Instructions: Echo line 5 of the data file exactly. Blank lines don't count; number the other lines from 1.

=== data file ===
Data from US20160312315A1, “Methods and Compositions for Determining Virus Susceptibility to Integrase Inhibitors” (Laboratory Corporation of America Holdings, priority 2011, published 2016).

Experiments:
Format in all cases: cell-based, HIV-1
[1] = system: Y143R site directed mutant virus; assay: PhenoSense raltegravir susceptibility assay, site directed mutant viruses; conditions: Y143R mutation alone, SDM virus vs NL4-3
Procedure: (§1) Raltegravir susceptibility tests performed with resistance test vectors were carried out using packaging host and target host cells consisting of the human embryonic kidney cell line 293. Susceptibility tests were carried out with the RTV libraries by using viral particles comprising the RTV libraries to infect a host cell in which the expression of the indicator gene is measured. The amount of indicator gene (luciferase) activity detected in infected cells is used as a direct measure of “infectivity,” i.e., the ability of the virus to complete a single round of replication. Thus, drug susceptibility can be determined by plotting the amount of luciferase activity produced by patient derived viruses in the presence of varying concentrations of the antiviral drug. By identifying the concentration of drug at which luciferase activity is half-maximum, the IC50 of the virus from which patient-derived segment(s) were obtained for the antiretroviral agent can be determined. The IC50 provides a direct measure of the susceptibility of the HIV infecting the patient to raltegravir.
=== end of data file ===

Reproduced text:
Procedure: (§1) Raltegravir susceptibility tests performed with resistance test vectors were carried out using packaging host and target host cells consisting of the human embryonic kidney cell line 293. Susceptibility tests were carried out with the RTV libraries by using viral particles comprising the RTV libraries to infect a host cell in which the expression of the indicator gene is measured. The amount of indicator gene (luciferase) activity detected in infected cells is used as a direct measure of “infectivity,” i.e., the ability of the virus to complete a single round of replication. Thus, drug susceptibility can be determined by plotting the amount of luciferase activity produced by patient derived viruses in the presence of varying concentrations of the antiviral drug. By identifying the concentration of drug at which luciferase activity is half-maximum, the IC50 of the virus from which patient-derived segment(s) were obtained for the antiretroviral agent can be determined. The IC50 provides a direct measure of the susceptibility of the HIV infecting the patient to raltegravir.